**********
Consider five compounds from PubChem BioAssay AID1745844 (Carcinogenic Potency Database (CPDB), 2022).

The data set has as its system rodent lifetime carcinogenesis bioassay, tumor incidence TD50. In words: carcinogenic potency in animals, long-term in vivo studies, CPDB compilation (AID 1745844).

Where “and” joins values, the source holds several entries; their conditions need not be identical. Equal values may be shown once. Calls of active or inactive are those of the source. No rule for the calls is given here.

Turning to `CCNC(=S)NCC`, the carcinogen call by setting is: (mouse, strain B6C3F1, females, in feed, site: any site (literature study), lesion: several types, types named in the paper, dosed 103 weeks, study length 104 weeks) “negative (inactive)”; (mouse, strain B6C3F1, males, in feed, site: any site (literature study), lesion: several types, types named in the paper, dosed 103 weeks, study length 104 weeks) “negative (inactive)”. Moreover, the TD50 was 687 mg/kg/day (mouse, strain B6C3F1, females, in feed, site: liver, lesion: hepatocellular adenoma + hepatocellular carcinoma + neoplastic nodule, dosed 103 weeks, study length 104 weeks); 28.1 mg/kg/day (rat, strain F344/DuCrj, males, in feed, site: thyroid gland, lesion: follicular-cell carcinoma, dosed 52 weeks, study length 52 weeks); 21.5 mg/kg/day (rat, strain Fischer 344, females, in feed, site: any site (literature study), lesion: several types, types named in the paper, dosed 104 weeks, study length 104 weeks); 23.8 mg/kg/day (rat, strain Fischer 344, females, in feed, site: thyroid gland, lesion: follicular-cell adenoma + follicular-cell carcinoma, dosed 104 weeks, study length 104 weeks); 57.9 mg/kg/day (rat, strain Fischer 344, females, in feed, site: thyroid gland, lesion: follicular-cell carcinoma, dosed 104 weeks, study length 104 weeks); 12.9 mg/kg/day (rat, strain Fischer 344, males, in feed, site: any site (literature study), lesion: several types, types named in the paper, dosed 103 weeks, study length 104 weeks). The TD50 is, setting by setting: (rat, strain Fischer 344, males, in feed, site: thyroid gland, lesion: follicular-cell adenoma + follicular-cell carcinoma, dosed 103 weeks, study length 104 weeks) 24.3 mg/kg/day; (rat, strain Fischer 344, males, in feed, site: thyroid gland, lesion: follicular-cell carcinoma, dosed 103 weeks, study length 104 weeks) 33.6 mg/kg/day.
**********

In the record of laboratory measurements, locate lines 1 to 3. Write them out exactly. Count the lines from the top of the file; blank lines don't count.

Consider five compounds from PubChem BioAssay AID1745844 (Carcinogenic Potency Database (CPDB), 2022).

The data set has as its system rodent lifetime carcinogenesis bioassay, tumor incidence TD50. In words: carcinogenic potency in animals, long-term in vivo studies, CPDB compilation (AID 1745844).

Where “and” joins values, the source holds several entries; their conditions need not be identical. Equal values may be shown once. Calls of active or inactive are those of the source. No rule for the calls is given here.